Brian E. Woodruff MD

Pediatric Neurology Expert
In Active Clinical Practice and Academic Faculty

Sample Case Descriptions

A term infant was born via C-section, due to failure to descend and failed trial of forceps, resulting in sustained permanent brain injury from acute, near total asphyxia. Neurologically speaking, neonatal depression was noted with evidence of posturing and possible seizure activity on the day of the birth, at which point the infant was started on phenobarbital. I independently examined the child at four years of age and rendered an opinion on causation.

Infant was born five days prior to the estimated date of confinement. Medications during pregnancy included Cervidil, Pitocin, Cleocin and Ambien. Complications during the pregnancy and delivery included maternal fever to near 102. Medications during labor and delivery included Cleocin. Membranes had been noted to be ruptured for 18 hours and the amniotic fluid was meconium stained. Patient was born by vaginal delivery, with hypoxic ischemic insult and traumatic injury to the brain due to vacuum extraction. Birth weight was 3.775 kg and Apgar scores were 0 at 1 minute, 0 at 5 minutes, and 1 at 10 minutes. From a neurological standpoint, the infant had "perinatal depression", signs of neonatal encephalopathy on the first day of life, seizure activity shortly after birth and an EEG was consistent with encephalopathy with multifocal sharp waves in both hemispheres as well as seizures originating in the left temporal and right central regions. The baby was eventually discharged on phenobarbital. I provided a causation opinion.

A term infant girl was born by emergency cesarean section with alleged delay in her delivery. APGAR scores were 1 at 1 minute and 3 at 5 minutes. She was initially diagnosed with hypoxic ischemic encephalopathy and respiratory failure. Within hours of being born she was noted to have seizures. MRI imaging of the brain showed signs of acute injury to the basal ganglia region. She was ultimately diagnosed with quadriparetic cerebral palsy. I was asked to provide my opinion as to the cause of the child’s hypoxic ischemic encephalopathy and discuss the extent of her injury.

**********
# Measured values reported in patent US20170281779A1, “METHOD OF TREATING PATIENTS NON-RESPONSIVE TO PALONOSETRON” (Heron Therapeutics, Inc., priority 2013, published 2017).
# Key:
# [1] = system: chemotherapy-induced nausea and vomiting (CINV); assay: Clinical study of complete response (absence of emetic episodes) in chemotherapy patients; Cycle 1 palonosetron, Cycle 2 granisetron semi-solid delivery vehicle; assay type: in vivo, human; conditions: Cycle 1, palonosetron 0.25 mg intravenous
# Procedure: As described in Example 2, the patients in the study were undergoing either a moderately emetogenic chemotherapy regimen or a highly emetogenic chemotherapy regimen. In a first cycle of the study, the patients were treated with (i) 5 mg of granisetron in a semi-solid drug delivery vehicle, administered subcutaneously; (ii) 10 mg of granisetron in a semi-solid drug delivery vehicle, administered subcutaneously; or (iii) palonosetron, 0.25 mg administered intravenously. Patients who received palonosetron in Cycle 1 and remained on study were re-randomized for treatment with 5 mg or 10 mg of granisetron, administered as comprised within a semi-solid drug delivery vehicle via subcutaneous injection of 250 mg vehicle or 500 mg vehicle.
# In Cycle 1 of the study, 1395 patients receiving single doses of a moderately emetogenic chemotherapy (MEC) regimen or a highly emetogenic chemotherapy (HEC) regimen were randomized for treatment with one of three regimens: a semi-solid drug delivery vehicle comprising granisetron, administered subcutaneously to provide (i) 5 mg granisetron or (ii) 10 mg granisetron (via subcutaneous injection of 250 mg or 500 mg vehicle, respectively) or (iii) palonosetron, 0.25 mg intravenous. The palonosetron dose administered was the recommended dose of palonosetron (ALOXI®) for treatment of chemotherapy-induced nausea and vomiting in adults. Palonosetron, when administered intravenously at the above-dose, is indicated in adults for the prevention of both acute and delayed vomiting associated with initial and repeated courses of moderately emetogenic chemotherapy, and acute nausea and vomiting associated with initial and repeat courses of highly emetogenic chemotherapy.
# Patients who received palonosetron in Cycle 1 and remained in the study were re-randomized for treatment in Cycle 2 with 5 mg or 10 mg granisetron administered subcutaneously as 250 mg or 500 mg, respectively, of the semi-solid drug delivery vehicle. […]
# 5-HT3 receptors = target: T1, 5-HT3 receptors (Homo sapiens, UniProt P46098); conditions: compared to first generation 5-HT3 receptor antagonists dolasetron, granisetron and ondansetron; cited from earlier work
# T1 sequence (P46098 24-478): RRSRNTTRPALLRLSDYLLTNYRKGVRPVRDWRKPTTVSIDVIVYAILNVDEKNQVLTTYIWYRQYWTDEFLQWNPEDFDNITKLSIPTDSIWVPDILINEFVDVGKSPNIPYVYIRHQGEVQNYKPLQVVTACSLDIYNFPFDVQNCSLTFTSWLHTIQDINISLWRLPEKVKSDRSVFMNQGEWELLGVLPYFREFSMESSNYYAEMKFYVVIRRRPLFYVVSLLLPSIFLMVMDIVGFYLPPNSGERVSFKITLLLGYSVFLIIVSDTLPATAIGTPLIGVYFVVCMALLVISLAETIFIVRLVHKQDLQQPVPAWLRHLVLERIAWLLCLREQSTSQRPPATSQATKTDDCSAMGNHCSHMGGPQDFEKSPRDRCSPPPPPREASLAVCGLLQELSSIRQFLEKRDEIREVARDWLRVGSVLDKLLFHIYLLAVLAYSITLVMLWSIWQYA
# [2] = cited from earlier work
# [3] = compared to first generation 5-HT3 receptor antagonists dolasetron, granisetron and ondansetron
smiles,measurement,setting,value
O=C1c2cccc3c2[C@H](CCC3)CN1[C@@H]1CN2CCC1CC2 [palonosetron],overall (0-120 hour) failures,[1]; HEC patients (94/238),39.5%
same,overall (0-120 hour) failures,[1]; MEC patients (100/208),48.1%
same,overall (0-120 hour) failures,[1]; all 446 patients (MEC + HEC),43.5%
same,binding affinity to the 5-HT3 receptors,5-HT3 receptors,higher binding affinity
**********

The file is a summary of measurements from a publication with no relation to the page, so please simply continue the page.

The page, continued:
17 year old girl presented to the emergency room with a history of acute onset decreased mental status and trouble speaking. She was initially diagnosed as having a psychiatric illness and psychiatry was consulted. She had normal labs and a normal CT scan of the brain at admission. She was observed over several hours while awaiting transfer to a psychiatric hospital. Eight hours after presenting to the ER she was noted to have right face, arm and leg weakness. She was sent back for further neuroimaging and was found to have had a middle cerebral artery stroke. I was asked to provide my opinion as to the cause of the stroke and the likelihood of any treatment being effective in reducing the damages this stroke caused.

A term infant male was born to an obese, diabetic mother. Shoulder dystocia was diagnosed during the delivery. The initial examination of the child after being born showed weakness of the entire arm with normal finger movements. The child was ultimately diagnosed with an upper brachial plexus injury (Erb’s Palsy) that was permanent. I was asked to provide testimony on the causation of a brachial plexus injury and her physical limitations.

The mother of a preterm (34 week) infant female was involved in a severe automobile collision. Within one hour of the injury the child was born by spontaneous vaginal delivery. Shortly after being delivered she had neonatal encephalopathy and seizures. Initial abdominal imaging showed a liver hemorrhage and imaging of the brain showed subarachnoid and subdural hemorrhages. The child was alleged to have developmental and cognitive delays secondary to this injury. I was asked to provide causation testimony.

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Brian Woodruff MD

Pediatric Neurology Expert, Brian E. Woodruff MD